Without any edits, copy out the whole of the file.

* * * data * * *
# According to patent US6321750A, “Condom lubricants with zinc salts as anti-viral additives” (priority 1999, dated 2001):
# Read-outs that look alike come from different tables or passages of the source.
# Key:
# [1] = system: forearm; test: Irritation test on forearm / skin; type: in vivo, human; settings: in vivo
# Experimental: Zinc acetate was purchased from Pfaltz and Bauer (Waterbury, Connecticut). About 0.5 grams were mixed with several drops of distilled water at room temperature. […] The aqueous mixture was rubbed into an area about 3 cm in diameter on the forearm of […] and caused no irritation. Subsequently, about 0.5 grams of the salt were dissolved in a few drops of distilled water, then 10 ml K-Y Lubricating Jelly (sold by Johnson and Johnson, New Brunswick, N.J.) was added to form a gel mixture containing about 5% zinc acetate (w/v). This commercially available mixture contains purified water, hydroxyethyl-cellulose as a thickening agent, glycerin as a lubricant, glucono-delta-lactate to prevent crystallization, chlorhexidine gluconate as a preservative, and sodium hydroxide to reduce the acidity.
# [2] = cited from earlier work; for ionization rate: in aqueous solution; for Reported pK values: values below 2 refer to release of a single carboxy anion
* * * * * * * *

# According to patent US6321750A, “Condom lubricants with zinc salts as anti-viral additives” (priority 1999, dated 2001):
# Read-outs that look alike come from different tables or passages of the source.
# Key:
# [1] = system: forearm; test: Irritation test on forearm / skin; type: in vivo, human; settings: in vivo
# Experimental: Zinc acetate was purchased from Pfaltz and Bauer (Waterbury, Connecticut). About 0.5 grams were mixed with several drops of distilled water at room temperature. […] The aqueous mixture was rubbed into an area about 3 cm in diameter on the forearm of […] and caused no irritation. Subsequently, about 0.5 grams of the salt were dissolved in a few drops of distilled water, then 10 ml K-Y Lubricating Jelly (sold by Johnson and Johnson, New Brunswick, N.J.) was added to form a gel mixture containing about 5% zinc acetate (w/v). This commercially available mixture contains purified water, hydroxyethyl-cellulose as a thickening agent, glycerin as a lubricant, glucono-delta-lactate to prevent crystallization, chlorhexidine gluconate as a preservative, and sodium hydroxide to reduce the acidity.
# [2] = cited from earlier work; for ionization rate: in aqueous solution; for Reported pK values: values below 2 refer to release of a single carboxy anion